- 61 percent of bisexual women experience sexual assault, compared with 41 percent of lesbians and 35 percent of straight women. (Human Rights Campaign, 2020)
- Transgender and non-binary people also face additional health risks.
- Transgender high school students are more likely to fall victim to violence, abuse substances, and commit suicide than cis-gender peers. (Centers for Disease Control and Prevention, 2017)
- More than half of transgender teens engage in disordered eating behaviors to change the shape of their body or intentionally lose their menstrual period. (Stanford Medicine, 2019)
- 47 percent of transgender people are sexually assaulted in their lifetime. (National Center for Transgender Equality, 2015)
- Transgender people who want to feminize their bodies may place their health at risk by using “street” silicone injections to add feminine curves. This practice can lead to serious complications and even death. (Planned Parenthood, 2020)
- It is prohibitively difficult for trans and non-binary people to access healthcare, and especially reproductive healthcare.
- The Trump Administration recently revoked healthcare protections for trans and non-binary individuals, changing the Obama-era definition of gender to refer to a person’s sex at birth, rather than their internal sense of being male or female. (Time, 2020)
- 1 in 5 non-binary people have been denied medical treatment based on their gender identity. (New England Journal of Medicine, 2018)
- 73 percent of nonhospital clinics that provide abortions to trans and non-binary patients do not provide transgender-specific care. (National Partnership for Women and Families, 2020)
My Pledge as a Blogger
As a blogger, I have long stood by the importance of diversity and inclusion in blogging. (Read this post for proof that I started caring long before any protests started.) But I can do better. I know I can. In fact, I know that we all can. And here’s where I’m starting — I hope it will inspire you to make changes in the way you live your own lives and the way you use your own platforms for good.
Black and POC Voices
- I currently donate $10 per month to The Innocence Project, a non-profit organization working to exonerate people who are wrongfully convicted of crimes using DNA evidence. 61 percent of prisoners who have been exonerated by The Innocence Project since its inception are Black.
- As of July 2020, the amount of money I make from affiliate marketing and advertising on Endo Strong is negligible. Any money I donate comes from the income I make from my full-time job as a freelance writer. However, if the financial status of Endo Strong ever changes, I commit to being transparent about how I am using the funds to benefit Black lives.
- I will continue to speak out social media about causes important to Black lives. However, I will not content myself with performative actions. I will also supplement awareness-raising actions with donations, shopping at Black-owned businesses, signing petitions, and, when possible, attending protests.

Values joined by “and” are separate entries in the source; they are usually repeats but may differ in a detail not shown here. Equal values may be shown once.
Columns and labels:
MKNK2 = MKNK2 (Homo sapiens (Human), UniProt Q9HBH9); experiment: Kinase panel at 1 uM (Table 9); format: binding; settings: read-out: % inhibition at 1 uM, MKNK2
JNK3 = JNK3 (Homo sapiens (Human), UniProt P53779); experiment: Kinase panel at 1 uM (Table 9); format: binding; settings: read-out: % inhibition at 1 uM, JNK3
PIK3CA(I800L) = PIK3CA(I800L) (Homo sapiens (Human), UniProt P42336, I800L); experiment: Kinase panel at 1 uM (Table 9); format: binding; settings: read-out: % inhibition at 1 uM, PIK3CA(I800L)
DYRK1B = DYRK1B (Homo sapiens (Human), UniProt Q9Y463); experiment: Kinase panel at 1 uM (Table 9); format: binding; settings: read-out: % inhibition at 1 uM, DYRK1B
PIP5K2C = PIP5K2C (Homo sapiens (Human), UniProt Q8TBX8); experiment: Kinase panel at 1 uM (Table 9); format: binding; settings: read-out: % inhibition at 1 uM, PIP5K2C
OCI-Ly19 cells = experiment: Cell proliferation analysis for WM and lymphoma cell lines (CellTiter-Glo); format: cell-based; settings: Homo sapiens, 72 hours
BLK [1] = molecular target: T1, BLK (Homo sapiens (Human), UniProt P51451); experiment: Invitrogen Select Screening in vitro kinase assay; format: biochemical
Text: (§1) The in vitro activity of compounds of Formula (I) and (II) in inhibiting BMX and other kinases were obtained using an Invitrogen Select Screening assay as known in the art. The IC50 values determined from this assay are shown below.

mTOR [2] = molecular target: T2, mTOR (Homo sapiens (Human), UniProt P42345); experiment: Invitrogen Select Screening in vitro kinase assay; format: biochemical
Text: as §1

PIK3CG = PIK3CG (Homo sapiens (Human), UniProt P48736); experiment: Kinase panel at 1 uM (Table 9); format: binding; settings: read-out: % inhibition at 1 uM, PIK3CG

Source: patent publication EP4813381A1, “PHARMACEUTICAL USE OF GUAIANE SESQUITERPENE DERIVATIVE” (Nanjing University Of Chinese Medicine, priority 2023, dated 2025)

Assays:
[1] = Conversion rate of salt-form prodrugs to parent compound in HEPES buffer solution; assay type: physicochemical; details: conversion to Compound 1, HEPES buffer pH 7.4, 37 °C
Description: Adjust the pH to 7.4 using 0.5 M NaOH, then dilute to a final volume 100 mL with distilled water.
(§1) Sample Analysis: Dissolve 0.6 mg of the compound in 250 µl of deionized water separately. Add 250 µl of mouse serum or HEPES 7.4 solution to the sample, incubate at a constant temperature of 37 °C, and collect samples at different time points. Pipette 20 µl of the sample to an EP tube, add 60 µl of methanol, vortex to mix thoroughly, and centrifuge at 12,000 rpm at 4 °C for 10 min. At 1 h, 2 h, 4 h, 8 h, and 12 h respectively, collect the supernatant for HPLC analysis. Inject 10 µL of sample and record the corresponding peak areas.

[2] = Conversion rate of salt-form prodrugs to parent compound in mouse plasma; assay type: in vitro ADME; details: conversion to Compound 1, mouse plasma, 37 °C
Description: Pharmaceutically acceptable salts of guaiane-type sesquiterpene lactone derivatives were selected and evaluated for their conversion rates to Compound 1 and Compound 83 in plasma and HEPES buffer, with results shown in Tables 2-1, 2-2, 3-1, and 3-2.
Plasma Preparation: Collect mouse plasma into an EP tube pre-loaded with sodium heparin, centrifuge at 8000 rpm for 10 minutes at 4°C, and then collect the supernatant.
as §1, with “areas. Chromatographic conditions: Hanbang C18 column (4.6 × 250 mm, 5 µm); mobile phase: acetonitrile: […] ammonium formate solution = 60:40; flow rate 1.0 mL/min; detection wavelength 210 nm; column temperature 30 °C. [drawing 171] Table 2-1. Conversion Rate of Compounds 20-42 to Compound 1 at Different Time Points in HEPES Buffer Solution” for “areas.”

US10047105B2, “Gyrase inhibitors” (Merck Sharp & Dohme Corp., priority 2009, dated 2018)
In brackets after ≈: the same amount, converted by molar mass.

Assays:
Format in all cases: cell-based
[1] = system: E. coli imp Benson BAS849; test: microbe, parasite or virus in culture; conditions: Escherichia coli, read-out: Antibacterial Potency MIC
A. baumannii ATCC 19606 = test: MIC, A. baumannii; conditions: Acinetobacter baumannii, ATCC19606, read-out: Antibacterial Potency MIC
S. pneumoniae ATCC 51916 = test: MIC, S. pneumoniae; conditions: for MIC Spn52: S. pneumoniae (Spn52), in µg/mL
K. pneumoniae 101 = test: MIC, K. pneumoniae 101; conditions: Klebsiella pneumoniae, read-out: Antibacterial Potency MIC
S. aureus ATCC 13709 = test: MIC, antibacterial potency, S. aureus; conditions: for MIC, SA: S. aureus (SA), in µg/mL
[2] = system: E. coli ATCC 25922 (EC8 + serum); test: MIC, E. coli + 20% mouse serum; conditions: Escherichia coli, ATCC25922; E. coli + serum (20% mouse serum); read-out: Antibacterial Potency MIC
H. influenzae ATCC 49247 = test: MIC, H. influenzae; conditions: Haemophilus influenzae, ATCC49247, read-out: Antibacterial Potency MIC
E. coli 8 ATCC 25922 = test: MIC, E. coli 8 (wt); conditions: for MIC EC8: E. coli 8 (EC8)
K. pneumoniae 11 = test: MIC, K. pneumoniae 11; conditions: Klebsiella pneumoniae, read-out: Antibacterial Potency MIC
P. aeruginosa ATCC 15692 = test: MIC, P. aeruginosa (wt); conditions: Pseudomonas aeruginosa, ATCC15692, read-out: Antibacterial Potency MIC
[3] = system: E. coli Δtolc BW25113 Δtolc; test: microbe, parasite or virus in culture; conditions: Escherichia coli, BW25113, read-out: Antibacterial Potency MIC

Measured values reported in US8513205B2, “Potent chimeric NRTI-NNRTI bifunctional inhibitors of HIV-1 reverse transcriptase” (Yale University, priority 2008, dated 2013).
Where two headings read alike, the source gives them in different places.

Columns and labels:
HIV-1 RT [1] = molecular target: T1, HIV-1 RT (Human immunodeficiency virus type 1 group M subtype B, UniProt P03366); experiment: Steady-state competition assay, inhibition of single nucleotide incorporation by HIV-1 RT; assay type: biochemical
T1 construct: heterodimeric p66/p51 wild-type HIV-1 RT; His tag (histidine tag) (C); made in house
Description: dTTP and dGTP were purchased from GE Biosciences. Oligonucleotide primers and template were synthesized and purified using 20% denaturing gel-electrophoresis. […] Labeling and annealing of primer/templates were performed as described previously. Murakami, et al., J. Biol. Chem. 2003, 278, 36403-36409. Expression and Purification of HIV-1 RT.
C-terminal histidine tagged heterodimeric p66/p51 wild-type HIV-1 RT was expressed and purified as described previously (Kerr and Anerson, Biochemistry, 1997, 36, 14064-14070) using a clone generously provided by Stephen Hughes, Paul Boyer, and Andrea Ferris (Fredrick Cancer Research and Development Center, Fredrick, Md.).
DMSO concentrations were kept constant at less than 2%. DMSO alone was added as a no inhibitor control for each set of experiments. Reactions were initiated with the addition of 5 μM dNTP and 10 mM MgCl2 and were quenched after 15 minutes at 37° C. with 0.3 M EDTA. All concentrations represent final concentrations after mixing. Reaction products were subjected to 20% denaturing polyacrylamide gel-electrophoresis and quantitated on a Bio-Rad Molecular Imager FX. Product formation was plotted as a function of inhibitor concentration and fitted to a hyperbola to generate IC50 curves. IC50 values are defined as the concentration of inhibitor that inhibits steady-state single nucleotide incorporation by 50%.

On the Blog
- As you’ve probably noticed, I use stock photos on all of my blog posts. I have been paying attention to the sizes, sexual orientations, and races of the models in my photos since this site’s inception. Still, I want to renew my pledge to continue using stock photos from inclusive sites like Unsplash and featuring Black models.
- This blog features roundups of wellness products, skincare and beauty, fashion, and stationery in addition to my endo posts. I commit to being conscious of the brands I am featuring on this blog. I will no longer shop at or feature brands like ban.do, Anthropologie, or Everlane that have been exposed for their racist work culture. If sponsorship opportunities are presented to me in the future, I will ensure there is at least one Black influencer on the campaign before accepting the role.
- In product roundups, I will always feature at least one product sold by a Black-owned business.
- I am bisexual, but rarely speak about my experiences as a bi woman. Part of this has to do with unsupportive family members (I was outedby a family member I no longer speak to), and part of it has to do with the fact that I don’t feel “bi enough” because I have only been with men. However, I feel the time has come to break my silence on this issue. I would like to be as publically involved in the LGBTQIA community as I can to inspire others and promote representation, while still maintaining healthy boundaries for my protection from said family member.
- I will not participate in rainbow capitalism. If I purchase Pride apparel, I will consciously purchase it from LGBTQIA-owned businesses — and queer Black-owned businesses whenever possible.
- I currently have limited funds to allocate to charity, and have prioritized donating to BLM-related causes and The Innocence Project. In the future, however, I would like to set up a monthly donation to The Trevor Project, whose primary goal is to prevent LGBTQIA suicides.
- As I mentioned previously, I do not currently make an income from Endo Strong. I work full-time as a freelance writer. However, if anything changes, I promise to be transparent about how I am using the funds from this blog to support the LGBTQIA community.
On the Blog
- I will continue to use inclusive stock photos of LGBTQIA couples, non-binary folx, and transgender people whenever possible, as well as inclusive language — such as “people with periods” or “people with endometriosis” — to acknowledge trans and non-binary people with periods and/or endo.
- In posts providing sexual health advice, I will acknowledge sexual health tips that cater to LGBTQIA audiences as well as heterosexual individuals, including transgender and non-binary people. Moving forward, I will also be more transparent about the disparities in reproductive healthcare for those of us who identify as LGBTQIA.